«En ualminnelig vemmelig sak» – Operasjon Asfalt 1951
- Side: 343-354
- DOI: https://doi.org/10.18261/ISSN1894-3195-2014-04-07
- Publisert på Idunn: 2014-12-16
- Publisert: 2014-12-16
«Operation Asphalt» 1951
From 1941 to 1945, approximately 93,000 Soviet Prisoners of War were sent to Norway by the Nazi regime to work as slave laborers. Many of them died due to exhaustion, undernourishment and executions.
In the summer of 1951, the Norwegian government authorized a plan to relocate close to 8,000 Soviet Prisoner of War graves in Northern Norway. The operation was given the code name «Asphalt» and from August to November the remains were moved to the island of Tjøtta, close to the town Sandnessjøen.
The official reason given by the Norwegian cabinet was to simplify supervision, by relocating them to a single grave site. The unofficial consideration was probably the possibility of eliminating an excuse that Soviet representatives used to travel around in Norway.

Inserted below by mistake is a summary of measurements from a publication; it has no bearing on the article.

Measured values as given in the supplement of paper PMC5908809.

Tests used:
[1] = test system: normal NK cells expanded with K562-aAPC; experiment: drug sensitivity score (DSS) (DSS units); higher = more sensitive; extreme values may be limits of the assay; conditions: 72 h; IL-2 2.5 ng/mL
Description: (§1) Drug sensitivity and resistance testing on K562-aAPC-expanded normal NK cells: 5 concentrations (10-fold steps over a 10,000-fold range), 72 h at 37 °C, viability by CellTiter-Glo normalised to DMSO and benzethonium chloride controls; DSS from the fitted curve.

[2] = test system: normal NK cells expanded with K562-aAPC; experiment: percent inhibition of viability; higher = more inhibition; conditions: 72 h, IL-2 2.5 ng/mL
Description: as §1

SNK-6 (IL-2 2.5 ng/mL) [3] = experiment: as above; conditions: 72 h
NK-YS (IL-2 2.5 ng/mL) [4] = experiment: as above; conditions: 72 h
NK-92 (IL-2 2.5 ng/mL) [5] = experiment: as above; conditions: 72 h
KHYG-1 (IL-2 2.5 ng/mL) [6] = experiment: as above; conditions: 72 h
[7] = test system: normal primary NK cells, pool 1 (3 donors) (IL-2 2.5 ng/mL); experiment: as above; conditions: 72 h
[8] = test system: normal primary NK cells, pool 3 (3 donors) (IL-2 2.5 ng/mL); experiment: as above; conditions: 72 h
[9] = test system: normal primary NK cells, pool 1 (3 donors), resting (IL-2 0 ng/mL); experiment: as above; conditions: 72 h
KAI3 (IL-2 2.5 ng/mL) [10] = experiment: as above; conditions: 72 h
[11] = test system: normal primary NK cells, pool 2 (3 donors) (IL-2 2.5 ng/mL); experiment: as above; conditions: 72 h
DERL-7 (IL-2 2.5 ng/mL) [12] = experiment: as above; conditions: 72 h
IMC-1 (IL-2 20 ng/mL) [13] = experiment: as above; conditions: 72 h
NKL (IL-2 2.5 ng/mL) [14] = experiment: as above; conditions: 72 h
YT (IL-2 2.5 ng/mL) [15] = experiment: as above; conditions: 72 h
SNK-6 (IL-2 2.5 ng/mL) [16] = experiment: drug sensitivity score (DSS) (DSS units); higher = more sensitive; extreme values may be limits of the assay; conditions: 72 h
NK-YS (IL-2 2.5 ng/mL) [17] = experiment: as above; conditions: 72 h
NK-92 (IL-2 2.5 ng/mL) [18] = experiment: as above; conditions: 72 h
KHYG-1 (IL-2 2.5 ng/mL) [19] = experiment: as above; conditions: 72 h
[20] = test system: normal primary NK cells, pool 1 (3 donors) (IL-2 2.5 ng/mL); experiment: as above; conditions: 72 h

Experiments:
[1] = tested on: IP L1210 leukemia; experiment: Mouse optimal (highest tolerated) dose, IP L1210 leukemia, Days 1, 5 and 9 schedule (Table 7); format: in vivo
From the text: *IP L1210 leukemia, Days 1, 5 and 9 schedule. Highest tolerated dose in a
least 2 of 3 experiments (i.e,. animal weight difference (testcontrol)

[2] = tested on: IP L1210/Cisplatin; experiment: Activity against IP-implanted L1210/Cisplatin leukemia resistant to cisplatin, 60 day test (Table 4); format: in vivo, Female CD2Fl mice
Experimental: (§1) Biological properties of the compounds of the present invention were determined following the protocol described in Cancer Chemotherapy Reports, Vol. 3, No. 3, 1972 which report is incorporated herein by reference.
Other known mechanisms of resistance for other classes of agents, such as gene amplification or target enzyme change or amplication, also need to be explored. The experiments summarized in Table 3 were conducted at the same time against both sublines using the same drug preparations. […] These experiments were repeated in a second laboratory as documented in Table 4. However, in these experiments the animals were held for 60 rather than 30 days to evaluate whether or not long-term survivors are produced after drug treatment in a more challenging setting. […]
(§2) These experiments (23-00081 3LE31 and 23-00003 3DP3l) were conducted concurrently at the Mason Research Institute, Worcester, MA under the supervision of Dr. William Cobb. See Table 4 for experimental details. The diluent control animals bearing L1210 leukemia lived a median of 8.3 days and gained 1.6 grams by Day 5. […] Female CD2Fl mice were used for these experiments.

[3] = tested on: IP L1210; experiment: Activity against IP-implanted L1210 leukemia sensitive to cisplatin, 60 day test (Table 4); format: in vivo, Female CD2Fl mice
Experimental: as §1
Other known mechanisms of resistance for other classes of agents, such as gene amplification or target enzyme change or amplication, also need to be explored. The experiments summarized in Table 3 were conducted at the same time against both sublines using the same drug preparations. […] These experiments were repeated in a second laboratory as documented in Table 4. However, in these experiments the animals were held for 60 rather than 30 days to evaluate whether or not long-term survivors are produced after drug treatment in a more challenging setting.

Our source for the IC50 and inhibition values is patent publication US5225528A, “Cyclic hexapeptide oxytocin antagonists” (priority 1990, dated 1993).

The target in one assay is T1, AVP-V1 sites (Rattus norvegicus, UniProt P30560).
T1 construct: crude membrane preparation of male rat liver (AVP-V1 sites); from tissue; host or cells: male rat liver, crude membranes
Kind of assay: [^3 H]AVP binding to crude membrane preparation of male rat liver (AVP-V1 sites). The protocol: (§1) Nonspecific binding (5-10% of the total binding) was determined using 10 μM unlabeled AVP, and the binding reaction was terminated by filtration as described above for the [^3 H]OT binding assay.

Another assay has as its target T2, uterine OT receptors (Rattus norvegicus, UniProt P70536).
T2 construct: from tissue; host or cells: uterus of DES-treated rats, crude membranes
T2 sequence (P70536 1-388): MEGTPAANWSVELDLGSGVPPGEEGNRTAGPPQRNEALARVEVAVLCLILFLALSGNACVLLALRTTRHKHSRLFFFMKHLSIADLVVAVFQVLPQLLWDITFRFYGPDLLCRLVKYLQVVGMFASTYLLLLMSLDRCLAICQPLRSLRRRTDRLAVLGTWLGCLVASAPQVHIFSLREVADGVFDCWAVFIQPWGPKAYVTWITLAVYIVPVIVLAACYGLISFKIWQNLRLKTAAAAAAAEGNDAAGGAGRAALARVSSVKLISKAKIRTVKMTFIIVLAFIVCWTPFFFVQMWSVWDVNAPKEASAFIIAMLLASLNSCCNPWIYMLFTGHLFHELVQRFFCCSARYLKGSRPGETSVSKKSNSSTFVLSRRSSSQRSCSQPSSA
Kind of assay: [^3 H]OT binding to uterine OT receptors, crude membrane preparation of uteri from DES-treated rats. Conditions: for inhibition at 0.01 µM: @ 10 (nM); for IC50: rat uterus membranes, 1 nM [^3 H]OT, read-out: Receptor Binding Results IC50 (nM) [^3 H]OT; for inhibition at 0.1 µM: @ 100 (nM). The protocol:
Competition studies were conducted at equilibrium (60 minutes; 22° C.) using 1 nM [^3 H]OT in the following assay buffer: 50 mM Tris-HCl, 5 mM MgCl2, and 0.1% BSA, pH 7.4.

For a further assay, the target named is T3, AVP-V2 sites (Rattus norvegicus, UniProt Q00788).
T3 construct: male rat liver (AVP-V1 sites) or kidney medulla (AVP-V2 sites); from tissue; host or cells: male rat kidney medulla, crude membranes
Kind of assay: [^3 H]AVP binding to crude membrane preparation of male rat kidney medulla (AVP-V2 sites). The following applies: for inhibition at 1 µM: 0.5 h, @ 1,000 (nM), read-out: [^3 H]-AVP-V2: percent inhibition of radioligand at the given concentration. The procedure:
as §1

The operation caused a great deal of negative response, but few demonstrations took place. The work was completed according to plan, except in one town where local communists and other inhabitants protested intensely against the excavation.
Since 1951, and throughout the following decades, «Operation Asphalt» remained a story rarely told. The last few years have brought new information to the public and made the incident quite well known, following many years of limited focus on the history of the Soviet Prisoners of War in Norway during the German occupation.